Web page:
Wednesday, March 18, 2009

Bob Vila is Tired of Getting Mugged

James Kwak has a great post about the AIG bonus money.  (The Baseline Scenario is one of my favorite econblogs...)  I'm not usually a fan of grandstanding and populist outrage winning out over pragmatism, but the AIG bonus situation is so outrageous that even I'm pissed off.

This year's bonus represents approximately 50 cents for every American.  That's not a lot of money...I just found two quarters the cats knocked off my desk, so clearly this isn't killing me. I think what is most offensive to me about the bonus money situation is that it took us (Americans, participants in our own financial system) such a blatant abuse to get our blood boiling. 

Apparently wall street doesn't just have to treat us like crap to piss us off, they have to do so after they completely trash the economy.
  • If the economy is growing and wall street steals from us, we don't care.
  • If the economy is growing, but wall street is stealing from us faster than the economy is growing, astoundingly we still don't care.
  • Only if the economy crashes and burns hard and then they steal more from us do we get grumpy.
If there is a lesson for Wall Street CEOs and fund managers, it is this: take all you can during a boom - no one is paying any attention.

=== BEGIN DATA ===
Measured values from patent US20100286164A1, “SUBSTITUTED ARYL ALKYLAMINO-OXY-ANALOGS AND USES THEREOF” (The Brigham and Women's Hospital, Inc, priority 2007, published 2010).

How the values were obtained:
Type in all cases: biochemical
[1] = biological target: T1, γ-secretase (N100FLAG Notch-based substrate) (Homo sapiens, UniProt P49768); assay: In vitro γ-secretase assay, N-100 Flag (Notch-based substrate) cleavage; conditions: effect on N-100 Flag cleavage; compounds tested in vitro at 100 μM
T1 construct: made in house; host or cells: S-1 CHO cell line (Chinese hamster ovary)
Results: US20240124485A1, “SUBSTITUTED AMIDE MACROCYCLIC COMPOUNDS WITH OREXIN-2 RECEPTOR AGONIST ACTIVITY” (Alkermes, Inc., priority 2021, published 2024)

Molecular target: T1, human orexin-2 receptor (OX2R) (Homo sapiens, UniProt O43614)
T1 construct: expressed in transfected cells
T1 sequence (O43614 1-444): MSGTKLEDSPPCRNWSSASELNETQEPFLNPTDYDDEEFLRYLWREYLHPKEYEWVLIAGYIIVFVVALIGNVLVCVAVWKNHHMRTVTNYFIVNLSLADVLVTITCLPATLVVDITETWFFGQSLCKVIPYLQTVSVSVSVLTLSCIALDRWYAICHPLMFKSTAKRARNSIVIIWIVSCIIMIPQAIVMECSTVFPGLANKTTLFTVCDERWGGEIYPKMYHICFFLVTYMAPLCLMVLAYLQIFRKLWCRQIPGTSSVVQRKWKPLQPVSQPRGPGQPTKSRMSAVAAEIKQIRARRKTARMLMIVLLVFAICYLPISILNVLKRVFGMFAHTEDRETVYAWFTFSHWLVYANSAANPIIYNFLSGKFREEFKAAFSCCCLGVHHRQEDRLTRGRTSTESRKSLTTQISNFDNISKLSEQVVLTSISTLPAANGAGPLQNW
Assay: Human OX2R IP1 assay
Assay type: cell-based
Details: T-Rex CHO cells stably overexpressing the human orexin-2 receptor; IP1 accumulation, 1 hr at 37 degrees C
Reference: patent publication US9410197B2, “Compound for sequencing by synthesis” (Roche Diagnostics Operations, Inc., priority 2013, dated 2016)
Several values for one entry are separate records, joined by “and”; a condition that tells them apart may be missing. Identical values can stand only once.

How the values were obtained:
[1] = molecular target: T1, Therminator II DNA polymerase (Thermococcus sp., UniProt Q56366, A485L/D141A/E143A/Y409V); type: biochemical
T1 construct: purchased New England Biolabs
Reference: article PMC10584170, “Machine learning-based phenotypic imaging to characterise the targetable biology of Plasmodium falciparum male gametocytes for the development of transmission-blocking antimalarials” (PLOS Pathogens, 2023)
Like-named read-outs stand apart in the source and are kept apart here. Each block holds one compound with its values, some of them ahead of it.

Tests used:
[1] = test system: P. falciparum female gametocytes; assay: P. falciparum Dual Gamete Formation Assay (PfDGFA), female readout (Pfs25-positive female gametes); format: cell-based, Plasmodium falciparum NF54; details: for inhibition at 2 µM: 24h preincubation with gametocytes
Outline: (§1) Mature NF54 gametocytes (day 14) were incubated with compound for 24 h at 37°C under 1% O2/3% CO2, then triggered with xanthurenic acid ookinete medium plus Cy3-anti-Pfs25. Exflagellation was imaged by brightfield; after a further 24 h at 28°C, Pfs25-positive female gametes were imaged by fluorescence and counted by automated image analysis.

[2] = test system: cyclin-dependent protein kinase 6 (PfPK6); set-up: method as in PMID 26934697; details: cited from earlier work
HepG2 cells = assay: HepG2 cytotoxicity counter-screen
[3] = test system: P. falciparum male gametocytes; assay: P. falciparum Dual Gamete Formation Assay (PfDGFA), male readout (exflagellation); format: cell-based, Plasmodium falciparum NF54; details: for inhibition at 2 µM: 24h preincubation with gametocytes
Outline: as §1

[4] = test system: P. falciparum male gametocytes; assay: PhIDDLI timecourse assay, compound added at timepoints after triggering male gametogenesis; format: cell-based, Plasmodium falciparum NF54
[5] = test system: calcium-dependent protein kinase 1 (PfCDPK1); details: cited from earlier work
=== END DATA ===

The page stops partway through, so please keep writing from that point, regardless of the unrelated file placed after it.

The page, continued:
The problem is one of leverage.  $165 million is a lot for a small group of people.  But it is not much for the entire population of the US.  It's hard to say "I really want my 50 cents back" doesn't feel right.  And this is the problem with all of the ways that wall street takes our money: they take a little bit from us and it adds up to a lot for them.

Actually, it only seems like a little bit.  Consider one of my favorite rants: the lousy mutual funds that get passed off as savings vehicles for employee 401Ks.  If you are like my wife and get stuck with a lousy selection of 401K funds there's basically nothing you can do - don't use the 401K and you lose the tax incentive to save.

Consider the effect of a 1.1% expense ratio on your funds vs. a 0.1% expense ratio.  To make this simple, assume you invest $1000 in stocks when you turn 22, and then just leave it until you are 65.  What will your real (inflation-adjusted) result be when you retire?

If you invested in the cost-effective mutual fund, you have $11,763.22.  Not bad - for $1000 in principle you made $10,000 in returns!

But what about the 1.1% fund?  Should we be angry that the fund managers are syphoning off 1%?  1% doesn't sound like much. the same scenario, you end up with...


Ouch.  33% of your returns are gone!  If you read a prospectus that said: we will take 33% of your retirement money, would you ever accept that?

So...perhaps we should be outraged about 1%.  Perhaps we should be outraged about $0.50. Because it starts to add up.  But more importantly, because the mindset that lets people syphon their 1%, their $0.50, is wrong and it's toxic.

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